When you make a top/blouse/jacket, does the fabric pool at the back around your waist?
Do you make the above sway back adjustment either above or below your waist? In my case I tend to make this change above the waist and I’ll also be making a second adjustment below the waist.
In Easy, Easier, Easiest Tailoring by Palmer and Pletsch, they suggest the adjustment (tuck) can be made either higher or lower than the waist. They even suggest making 2 small tucks.
So if the fabric pools above your waist, here’s how you start.
On this mini block, I’ve drawn a horizontal line above the waist, where I think the fabric pools the most. Everyone is different so you may need to take photos or grab a friend to help you figure out where the fabric pools the most.
After looking at the pool of fabric, the pool of fabric can be pinned at that point and I need to take out 1.5cm of fabric. Above I’ve folded out 1.5cm above the waistline.
But the centre back still needs to be the same length as the original pattern. On this pattern the centre back is a seam and not a fold.
If the centre back is a fold on your pattern, add seam allowance so you can shape this area better. That’s what I do for knit and woven tops.
So the centre back is now the same length as the original pattern and the dart is still the same length too.
Here’s the before and after shot of making a sway back adjustment to this knit top. The fullness was taken out above the waist.
This pattern needs a second smaller sway back adjustment below the waistline, just as Palmer and Pletsch suggested.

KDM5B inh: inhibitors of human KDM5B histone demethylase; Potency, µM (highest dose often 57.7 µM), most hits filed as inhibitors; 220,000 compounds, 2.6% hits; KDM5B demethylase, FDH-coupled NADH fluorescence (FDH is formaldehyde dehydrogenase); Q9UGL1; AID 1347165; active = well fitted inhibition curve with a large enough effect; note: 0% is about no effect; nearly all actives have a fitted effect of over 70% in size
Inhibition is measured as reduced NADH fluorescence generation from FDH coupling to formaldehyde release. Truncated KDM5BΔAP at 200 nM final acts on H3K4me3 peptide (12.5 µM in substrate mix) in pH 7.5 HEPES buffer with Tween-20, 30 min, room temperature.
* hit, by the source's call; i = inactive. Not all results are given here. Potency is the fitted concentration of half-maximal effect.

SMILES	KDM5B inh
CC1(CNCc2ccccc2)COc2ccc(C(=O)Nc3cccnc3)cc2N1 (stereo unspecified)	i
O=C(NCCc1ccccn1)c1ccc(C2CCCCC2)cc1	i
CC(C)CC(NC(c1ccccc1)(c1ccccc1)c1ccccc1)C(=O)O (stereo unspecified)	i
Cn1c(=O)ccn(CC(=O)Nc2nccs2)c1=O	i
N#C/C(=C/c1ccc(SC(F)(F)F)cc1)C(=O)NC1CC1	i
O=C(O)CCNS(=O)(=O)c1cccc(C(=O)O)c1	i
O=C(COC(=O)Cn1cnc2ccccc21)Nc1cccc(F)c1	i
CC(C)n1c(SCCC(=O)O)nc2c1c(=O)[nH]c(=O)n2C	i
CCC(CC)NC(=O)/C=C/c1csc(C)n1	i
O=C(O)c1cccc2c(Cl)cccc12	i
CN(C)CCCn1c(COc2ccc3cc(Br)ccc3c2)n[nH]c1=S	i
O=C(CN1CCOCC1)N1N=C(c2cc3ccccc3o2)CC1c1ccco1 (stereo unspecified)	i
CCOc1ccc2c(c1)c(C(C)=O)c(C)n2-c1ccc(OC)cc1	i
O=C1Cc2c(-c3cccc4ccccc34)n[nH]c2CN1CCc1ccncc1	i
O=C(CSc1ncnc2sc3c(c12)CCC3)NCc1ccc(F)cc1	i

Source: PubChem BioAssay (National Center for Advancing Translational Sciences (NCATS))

While I was working in Adelaide there were quiet times when i just sewed with my travel machine. I took the basics with me and when DH visited, he had more supplies from my sewing room to keep me busy. He’s such a good man.
Jeans are part of my pants journey I am enjoying. I’m now enjoying the detailing and getting the fit right. When I’m out and about, I check out the back pocket stitching on everyone’s rear. It’s just for stitching ideas – truly. I spied one ladies brand new jeans with beautiful stitching but the RTW jeans were clearly splitting at the CB seam.
1. Sway back adjustment of the centre back seam on the yolk, the waistbank and back pants pattern.
2. Deeper crotch curve
3. Wider back leg length for both legs. My right thigh is wider than my left thigh.
1. Front pocket was extended to the zipper so it also acts as a stay.
2. Belt carriers were sewn at the waist band instead of on the width of the back yolk.
These came from DK Fabrics in Adelaide. They have a slight design on them but they are definitely silver and shiny. So the jeans button is also silver and shiny.
Back pocket stitching:
I’ve used the Vogue template and a close but wide zigzag stitch.
This was something I improvised. I’ve combined two green threads through one needle for topstitching. I wasn’t able to find topstitching thread while I was away. By the time I came home, I had to continue to use this method of topstitching.
Bling – nil:
I’m sticking with colour rather than bling. I can sing, but I don’t bling.
I love how these fit and hug me. I do expect these jeans will soften and begin to bag over time so I now need to find a couple of tops from my wardrobe that I can team with these. I’ve been on a green binge for a while.